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To what extent do the Sherlock Holmes stories you've studied typify the genre of Detective Fiction?

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Introduction

We have red and studied five of Conan Doyle's Sherlock Holmes and throughout the next few pages I will be discussing if his stories are typical or not in Detective Fiction. In Detective Fiction it doesn't matter how much difference the plots are, it is basically the same story, every story in Detective Fiction contains a wise and noble detective with a less intelligent sidekick or apprentice (amanuensis), who is after a villain or murderer who is out for revenge or greed, finding clues until finally leading up to the normally surprising Denouement, where the detective rounds up the clues they have found and explains who did it and how in the gripping story finale. Conan Doyle's Sherlock Holmes first appeared in a local newspaper in the late 1880s and was a series of short stories narrated by Holmes' friend and companion Dr John H. Watson (named just Watson in the stories) until becoming a series of novels in the early 1890s, and finishing with "The Final Problem" and Holmes' death in 1927. Since then the Sherlock Holmes novels have inspired and amazed readers from all across the world and created the newly formed fiction we all know today, But is Conan Doyle's fiction typical in what we class as Detective Fiction? In any story in Detective Fiction the setting is always important, if the setting wasn't in common with the villain or the crime it lowers the overall story, for example if the story was set in a sunny and happy country home ...read more.

Middle

"Let me introduce you" he shouted "to Mr Neville St Clair, of Lee, in the county of Kent."" The other story being "The Red Headed League" where Holmes and Watson were on the hunt for finding the mysterious Duncan Ross, who had formed the Red-Headed League, who disappeared a few weeks after Jabez Wilson had spent his days there writing encyclopaedias, in the end turning out that Ross was digging a tunnel from Wilson's shop and , disguised as John Clay , broke into the bank but was caught by Holmes "Sherlock Holmes had sprung out and seized the intruder by the collar" ""It's no use John Clay," said Holmes blandly; "you have no chance at all"". I think the Detective Fiction writers use themes like deceit or greed because it connects to everybody in the worlds life because we all lie to our friends or family, or we can relate to greed because we all use it one time or another in life. To sum up the themes that you can notice in Conan Doyle's stories can be classed as nothing above what we all see and know in the Detective Genre, and Conan Doyle doesn't use the themes to make Sherlock Holmes stand out from what we read today but instead uses it to connect to the roots of detective fiction. In the Detective Genre the characters are one of the most important things, if the character is unique and stands out so will the story. ...read more.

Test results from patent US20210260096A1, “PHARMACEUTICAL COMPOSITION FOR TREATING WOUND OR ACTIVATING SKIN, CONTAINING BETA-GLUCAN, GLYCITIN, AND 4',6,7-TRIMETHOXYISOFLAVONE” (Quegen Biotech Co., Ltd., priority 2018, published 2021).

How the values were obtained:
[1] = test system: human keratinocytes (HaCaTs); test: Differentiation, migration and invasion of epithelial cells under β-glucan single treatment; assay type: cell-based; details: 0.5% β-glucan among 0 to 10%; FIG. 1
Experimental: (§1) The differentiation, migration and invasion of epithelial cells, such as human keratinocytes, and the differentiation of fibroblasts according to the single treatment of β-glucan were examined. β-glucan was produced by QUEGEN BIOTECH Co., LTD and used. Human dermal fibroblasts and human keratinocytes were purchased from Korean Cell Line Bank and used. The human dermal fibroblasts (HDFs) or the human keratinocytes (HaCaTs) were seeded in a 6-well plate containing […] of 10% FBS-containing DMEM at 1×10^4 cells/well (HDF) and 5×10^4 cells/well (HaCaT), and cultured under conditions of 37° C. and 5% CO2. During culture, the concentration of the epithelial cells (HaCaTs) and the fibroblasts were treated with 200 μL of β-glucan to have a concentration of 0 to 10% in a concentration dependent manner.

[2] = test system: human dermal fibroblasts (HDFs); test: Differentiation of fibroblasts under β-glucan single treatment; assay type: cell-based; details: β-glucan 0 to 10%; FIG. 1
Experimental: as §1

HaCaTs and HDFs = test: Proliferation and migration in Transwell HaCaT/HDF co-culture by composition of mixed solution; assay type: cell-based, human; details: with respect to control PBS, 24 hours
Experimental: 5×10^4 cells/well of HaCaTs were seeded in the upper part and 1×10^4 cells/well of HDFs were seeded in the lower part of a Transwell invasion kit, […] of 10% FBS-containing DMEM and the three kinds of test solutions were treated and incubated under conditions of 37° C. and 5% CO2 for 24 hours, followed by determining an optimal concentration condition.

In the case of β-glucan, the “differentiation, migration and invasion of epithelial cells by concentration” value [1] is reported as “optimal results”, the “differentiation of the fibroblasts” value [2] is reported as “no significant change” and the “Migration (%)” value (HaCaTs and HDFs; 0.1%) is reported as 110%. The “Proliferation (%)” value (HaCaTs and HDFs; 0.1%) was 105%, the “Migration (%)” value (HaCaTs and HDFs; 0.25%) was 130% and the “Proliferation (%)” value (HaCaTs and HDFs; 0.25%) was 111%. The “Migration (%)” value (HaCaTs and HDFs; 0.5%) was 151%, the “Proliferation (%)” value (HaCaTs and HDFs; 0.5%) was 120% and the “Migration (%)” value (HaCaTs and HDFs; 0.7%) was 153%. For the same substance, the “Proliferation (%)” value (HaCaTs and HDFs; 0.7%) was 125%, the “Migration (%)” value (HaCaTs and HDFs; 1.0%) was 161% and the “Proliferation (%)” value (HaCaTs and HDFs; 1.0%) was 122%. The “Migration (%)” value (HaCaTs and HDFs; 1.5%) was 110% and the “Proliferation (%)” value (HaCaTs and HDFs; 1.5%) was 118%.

Conclusion

"The Speckled Band" when he says "No, but I observe the second half of a return ticket in the palm of your left glove" which, as any other detective, he uses in his conclusion of her journey here. "You must have started early, and yet you had a good drive in a dog-cart, along heavy roads, before you arrived at the station." From this you can tell the overall intelligence Conan Doyle had whist writing his stories and the mind he had progressed onto Holmes and the stories really show how wise he is, and this, in most ways this makes him stand out even more than the other theories I have that separate him from the Detective Genre. In conclusion to the paragraphs, the Sherlock Holmes stories to typify the Detective Genre, but it is the fact that Conan Doyle had a mind far greater than the other detective writers, he dared to go beyond than any other detective writer did and disobey the commandments of a Detective Genre story, because of this the Sherlock Holmes novels were made more powerful whether due to the descriptive settings, the original but far fetched characters, even its completely powerful narrative, they all are the reasons why the stories Conan Doyle wrote are classed far beyond the average story in any genre and placed in the worlds most loved novels of all times. ?? ?? ?? ?? To what extent do the Sherlock Holmes stories you've studied typify the genre of Detective Fiction? 1 By Matthew Lomax ...read more.

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